In 2012, President Barack Obama’s decision to allow undocumented immigrants above the age of 15 years to apply for a two-year renewable work permit, under the Deferred Action for Childhood Arrivals program, came as a huge relief for around 800,000 young immigrants residing in the country. For many, this order meant they could enroll in educational institutions inside the USA, as well as find work in the country in a completely legal manner.
This is why President Trump’s decision to end the program has resulted in a lot of anxiety among DACA permit holders including the 242,300 permit holders living in California. According to The Migration Policy Institute, only 50% of youngsters eligible for DACA have actually received it, which means the repeal’s impact is likely to be felt far beyond the official numbers.
Following the repeal, those holding DACA permits can continue studying, working, and living in the USA until their permits expire. Only those whose permits expire before 5th March 2018 have the option of applying for renewal, which must be filed before 5th October, 2017. With the DHS not accepting any more DACA applications, all permit holders will have to either find another way to legally stay in the country or leave on their own to avoid deportation.
The impact of the DACA repeal is being acutely felt in educational institutions all over California. Around 72,300 DACA holders are enrolled in Community Colleges, California State University, and University of California. This figure represents just 15% of total permit holders. The remaining 85% are either in high school or, having passed out, are working or searching for employment in the State.
More than 70% of all young Californians eligible under DACA are from Mexico with Guatemala, Korea, and El Salvador comprising the bulk of other undocumented immigrants.
Critics of Trump’s decision have called the repeal inhumane considering the popularity of the program among young undocumented immigrants all over the country. Further, critics opine that the repeal is a flawed decision for economic reasons too. California employers and businesses will, in all likelihood, have to spend more than $1 billion replacing DACA permit holders with other skilled, qualified, trained individuals who are legally permitted to work in the United States.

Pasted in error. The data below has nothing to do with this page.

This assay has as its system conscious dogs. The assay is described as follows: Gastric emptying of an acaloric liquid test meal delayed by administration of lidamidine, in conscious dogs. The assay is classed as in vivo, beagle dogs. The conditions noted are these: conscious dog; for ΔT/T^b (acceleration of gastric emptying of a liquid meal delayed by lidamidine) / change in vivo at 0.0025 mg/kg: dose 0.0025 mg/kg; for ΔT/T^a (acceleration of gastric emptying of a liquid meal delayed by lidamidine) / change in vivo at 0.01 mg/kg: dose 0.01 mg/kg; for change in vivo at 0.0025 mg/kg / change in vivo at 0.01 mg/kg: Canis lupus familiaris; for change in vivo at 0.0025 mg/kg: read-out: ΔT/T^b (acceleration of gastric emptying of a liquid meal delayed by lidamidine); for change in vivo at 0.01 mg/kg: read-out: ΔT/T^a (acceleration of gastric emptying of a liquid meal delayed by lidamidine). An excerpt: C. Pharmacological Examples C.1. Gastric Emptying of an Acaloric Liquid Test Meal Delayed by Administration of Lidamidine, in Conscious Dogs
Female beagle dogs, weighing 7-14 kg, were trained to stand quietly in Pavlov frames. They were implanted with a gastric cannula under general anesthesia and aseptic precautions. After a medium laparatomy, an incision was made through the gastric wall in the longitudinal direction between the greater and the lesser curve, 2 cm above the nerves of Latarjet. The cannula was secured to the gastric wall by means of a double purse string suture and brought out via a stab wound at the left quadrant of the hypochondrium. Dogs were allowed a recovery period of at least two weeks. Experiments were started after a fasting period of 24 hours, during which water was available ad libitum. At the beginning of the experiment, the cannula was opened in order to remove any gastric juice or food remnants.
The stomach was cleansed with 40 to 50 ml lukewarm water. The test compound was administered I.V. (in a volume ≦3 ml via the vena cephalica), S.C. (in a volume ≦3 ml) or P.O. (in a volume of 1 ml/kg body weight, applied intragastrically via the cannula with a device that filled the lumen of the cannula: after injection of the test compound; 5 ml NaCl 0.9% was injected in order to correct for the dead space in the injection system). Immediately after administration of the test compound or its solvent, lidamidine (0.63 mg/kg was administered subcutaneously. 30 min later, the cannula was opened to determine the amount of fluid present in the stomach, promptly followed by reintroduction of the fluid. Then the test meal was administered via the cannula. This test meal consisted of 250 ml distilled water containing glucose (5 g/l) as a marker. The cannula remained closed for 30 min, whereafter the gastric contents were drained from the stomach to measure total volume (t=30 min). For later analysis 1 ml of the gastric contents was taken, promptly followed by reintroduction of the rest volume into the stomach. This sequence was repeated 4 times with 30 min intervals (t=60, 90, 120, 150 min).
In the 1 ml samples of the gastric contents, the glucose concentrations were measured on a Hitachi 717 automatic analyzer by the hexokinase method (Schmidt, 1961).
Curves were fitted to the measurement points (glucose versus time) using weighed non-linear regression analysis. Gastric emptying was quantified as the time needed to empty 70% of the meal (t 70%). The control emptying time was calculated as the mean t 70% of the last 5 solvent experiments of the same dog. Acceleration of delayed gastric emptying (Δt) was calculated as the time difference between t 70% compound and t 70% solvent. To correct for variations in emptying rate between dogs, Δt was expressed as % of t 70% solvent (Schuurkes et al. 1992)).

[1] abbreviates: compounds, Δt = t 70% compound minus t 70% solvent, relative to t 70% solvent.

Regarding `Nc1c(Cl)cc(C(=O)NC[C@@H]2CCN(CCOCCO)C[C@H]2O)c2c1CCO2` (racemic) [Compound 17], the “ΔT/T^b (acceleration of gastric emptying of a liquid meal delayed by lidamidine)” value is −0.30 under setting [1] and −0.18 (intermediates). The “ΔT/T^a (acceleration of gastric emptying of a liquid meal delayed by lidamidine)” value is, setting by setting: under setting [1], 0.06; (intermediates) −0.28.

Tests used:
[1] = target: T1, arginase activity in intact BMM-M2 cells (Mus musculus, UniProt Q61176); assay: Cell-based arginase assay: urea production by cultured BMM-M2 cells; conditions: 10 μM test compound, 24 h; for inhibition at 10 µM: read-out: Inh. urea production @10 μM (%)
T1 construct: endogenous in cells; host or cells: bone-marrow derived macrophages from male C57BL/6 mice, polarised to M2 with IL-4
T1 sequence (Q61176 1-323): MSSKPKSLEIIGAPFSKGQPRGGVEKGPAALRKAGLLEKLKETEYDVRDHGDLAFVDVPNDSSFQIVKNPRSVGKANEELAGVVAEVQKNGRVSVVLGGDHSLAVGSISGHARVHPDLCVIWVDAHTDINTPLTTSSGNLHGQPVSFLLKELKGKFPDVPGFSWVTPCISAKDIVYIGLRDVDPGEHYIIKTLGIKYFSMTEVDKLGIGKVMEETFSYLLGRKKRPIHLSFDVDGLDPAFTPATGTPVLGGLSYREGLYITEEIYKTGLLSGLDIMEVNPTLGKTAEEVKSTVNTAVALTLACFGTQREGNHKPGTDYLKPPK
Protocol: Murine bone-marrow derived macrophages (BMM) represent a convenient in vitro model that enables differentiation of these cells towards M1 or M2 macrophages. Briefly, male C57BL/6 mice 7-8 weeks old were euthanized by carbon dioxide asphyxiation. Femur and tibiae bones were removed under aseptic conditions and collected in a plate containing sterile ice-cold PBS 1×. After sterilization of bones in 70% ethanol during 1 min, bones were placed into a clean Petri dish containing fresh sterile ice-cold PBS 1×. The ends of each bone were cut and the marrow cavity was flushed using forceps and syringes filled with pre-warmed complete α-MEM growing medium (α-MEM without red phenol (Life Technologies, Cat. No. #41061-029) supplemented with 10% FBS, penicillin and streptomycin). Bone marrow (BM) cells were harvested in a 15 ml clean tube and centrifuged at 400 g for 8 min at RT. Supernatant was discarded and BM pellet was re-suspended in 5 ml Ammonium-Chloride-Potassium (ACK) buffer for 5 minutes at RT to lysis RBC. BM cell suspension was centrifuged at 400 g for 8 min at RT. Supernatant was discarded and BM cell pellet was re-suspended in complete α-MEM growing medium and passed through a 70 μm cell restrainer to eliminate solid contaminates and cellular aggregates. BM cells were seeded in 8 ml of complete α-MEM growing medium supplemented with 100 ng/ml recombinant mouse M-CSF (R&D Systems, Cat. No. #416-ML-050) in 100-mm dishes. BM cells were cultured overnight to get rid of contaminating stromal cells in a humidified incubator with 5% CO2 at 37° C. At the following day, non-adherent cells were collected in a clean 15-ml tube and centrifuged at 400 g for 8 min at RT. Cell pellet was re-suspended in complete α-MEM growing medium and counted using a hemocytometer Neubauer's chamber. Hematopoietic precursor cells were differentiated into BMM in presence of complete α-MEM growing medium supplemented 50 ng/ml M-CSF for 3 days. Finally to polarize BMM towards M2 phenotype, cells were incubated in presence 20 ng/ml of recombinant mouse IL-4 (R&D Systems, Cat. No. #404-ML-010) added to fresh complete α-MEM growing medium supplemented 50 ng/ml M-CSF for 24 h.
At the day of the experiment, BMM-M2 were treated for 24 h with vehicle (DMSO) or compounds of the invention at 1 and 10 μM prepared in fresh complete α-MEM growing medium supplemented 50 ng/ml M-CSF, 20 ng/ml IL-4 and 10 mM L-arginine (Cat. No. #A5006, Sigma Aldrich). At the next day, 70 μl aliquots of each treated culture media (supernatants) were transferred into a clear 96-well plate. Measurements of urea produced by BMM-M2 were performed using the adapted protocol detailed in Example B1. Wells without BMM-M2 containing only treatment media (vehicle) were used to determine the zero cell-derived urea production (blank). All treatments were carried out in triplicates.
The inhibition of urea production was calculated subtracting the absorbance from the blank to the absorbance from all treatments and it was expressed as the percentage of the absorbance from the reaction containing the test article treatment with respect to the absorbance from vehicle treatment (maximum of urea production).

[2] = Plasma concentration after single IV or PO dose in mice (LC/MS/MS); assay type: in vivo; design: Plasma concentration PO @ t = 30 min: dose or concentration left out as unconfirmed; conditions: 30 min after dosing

Yet, this decision has its share of supporters as well. Those seeking effective immigration reform have pointed out that the repeal merely reverses an unwarranted intrusion of Executive power into the authority of the Legislature. With the Executive order repealed, the Congress can streamline immigration and focus on creating a merit-based setup designed to attract global talent legally into the country.
While supporters and critics continue to spar over the decision, the repeal has led to a lot of uncertainty for permit holders studying and working in California. Those permit holders who planned on moving to college or finding a job after graduating now face the prospect of moving back to their native countries despite having lived in America since their childhood.
Following the repeal, DACA permit holders are no longer entitled to study abroad, and Universities all over the country have advising such students to return to the USA immediately.
States like California that oppose the DACA repeal for moral and economic reasons plan to initiate legal action against the Trump decision against the decision. This move has found support among numerous state leaders including politicians and school superintendents.
Community organizations and associates have emphasized that the struggle for immigrants’ rights is an ongoing process and that protests against DACA repeal must aspire to unite undocumented immigrants towards achieving the larger goal of comprehensive and humane immigration reform.